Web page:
Some find it incredible, others call it a disaster, but either way Kudzu, a creeping, crawling, climbing perennial vine is terrorizing native plants all over the southeastern United States and is making its way north.


Kudzu is an invasive species that is native to Japan and southeast China.  It made its way into the United States in 1876 during the Philadelphia Centennial Exposition, where people from everywhere gazed at its sweet smelling blossoms, large leaves and sturdy vines, being sold as an ornamental and great foraging plant for the backyard.  From the 1930’s through the following twenty years the Soil Conservation Service promoted Kudzu as a tool for battling soil erosion in the south.  In retrospect, we never thought it would take over the way it has, growing over everything in its path.

Sure it looks like a beautiful vine that anyone would want crawling the side of their home, but this semi-woody vine grows out of control quickly, spreading through runners, which are stems that root at the tip when in contact with soil.  It also spreads rapidly through rhizomes, and by vines that root at the nodes to form new plants.  It can also reproduce through seeds, although not as quickly as the other methods.  Once it has been established, kudzu can grow anywhere from one foot per day with mature vines as long as 100 feet! It can easily overtake trees, homes, cars and even telephone poles.

kudzu-map.pngThis species is making its way north rapidly and is close to breaking through Indiana’s border, if it hasn’t already.  It out-grows and out-competes native plants, ruining  whole forests in its wake, forming dense mats.  Some of the best ways to control it if it has been established is through repeated mowing and grazing.  Cattle and goats both love it and the continued grazing weakens the vine system and eventually can help regain control over the species.  If you don’t have cattle and your in search of another control method there are multiple herbicides that can be used to manage kudzu, though results vary and applications generally have to be repeated multiple times.  The best time to apply the herbicides is late summer to early fall, when the plants are most susceptible to transferring the chemicals into storage organs, making them more effective.

Though it has not made its great presence known in Michigan yet, the possibility continues to increase, especially as the climate gets warmer.  As someone who loves the great out doors, this vine makes me extremely nervous for Michigan’s vast forests, and the potential effects that could occur due to this species.  It’s times like these, where prevention is our best tool, and we must keep an eye out for kudzu.  Protecting Michigan’s wildlife habitats is essential, not just for the wildlife itself but Michigan’s economy could take a serious hit from this plant.  The hunting and fishing industries combined bring in over $4 billion in trip related expenditures, while the forest industry generates over $16 billion annually in revenue for the state.  All of those could see potential impacts if this plant makes it into Michigan.  As great outdoor enthusiasts its our job to help step in and protect the things we love, so when your out in the woods hunting, or on the shores fishing, if you see any signs of Kudzu its best to report it to the DNR Wildlife Division to Sue Tangora at or call (517) 420-0128. Lets continue to keep Michigan free of Kudzu!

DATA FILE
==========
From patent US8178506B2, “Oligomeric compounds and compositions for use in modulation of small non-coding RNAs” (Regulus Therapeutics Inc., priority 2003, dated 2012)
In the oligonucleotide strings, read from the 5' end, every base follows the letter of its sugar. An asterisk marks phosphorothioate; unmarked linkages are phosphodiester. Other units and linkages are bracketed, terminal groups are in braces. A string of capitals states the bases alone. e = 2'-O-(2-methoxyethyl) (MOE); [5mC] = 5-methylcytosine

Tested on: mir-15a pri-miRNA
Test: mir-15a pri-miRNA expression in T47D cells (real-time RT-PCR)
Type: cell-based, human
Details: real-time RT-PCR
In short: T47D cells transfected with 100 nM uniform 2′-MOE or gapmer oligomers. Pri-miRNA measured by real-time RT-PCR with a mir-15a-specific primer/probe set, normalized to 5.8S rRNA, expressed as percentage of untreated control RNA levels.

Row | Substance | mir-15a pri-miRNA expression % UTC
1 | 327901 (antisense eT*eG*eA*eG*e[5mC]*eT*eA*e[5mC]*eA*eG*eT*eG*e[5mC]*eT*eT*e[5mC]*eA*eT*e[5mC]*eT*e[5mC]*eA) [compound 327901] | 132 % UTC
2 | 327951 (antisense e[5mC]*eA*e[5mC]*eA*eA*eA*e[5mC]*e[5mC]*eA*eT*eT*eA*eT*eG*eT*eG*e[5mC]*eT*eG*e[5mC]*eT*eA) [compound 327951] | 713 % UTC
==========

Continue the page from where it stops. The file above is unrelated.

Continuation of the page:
This article is part of the ongoing series on invasive species funded in part with funds from the Michigan Invasive Species Grant Program through the Department of Natural Resources, Environmental Quality, and Agriculture and Rural Development.


  1. Mary Sedlecky on May 18, 2018 at 12:13 am

    I am pretty sure We have this growing in my backyard… I would not mind if a little of it climbed up my fence, but it comes up from underground to areas 3-5 ft away from the fence, and it’s tendrils wrap around all my perennial plants that I have growing along the fence. I have an ornamental tree back there, and it just comes over the top of it and covers it up like a wig… I spent hours trying to dig it up early in the soring before it even started popping up, thought I got a good deal of the white snake-like roots dug up, was hopeful that maybe this summer it wouldn’t get so out of control, but my efforts wee in vain , as it is overtaking everything again. When I read about it in the article, that it can grow as much as a foot a day, my heart is just sinking, because we have a lot of visitors over to our backyard , as there is an in-ground pool, and I like to keep it looking nice back there, but once again , I will be spending most of my time pulling out this beast, instead of enjoying my pool and laying in the sun. At least I can still listen to some music while I am working ! Ugh!!

  2. Julie Berkowicz on June 29, 2020 at 5:52 pm

    We have a tree like vine that is traveling from tree to tree. The vine is thick like a tree trunk (in spots it is 6 – 8 inches thick!) and in some cases comes up out of the ground vertically! The vine has a dark brown skin that is fibrous and strong when peeled. The inside of the vine is a creamy white color.
    It is extremely heavy and dense and when when we cut the vine in small sections it weeps lots of sappy liquid. We haven’t been able to see the leaves of this vine because it goes to the top of trees that are 20+ ft. Tall! We are trying to chop it up and kill it because it kills the trees on our acreage.
    Do you know what it is and how do we kill it? .

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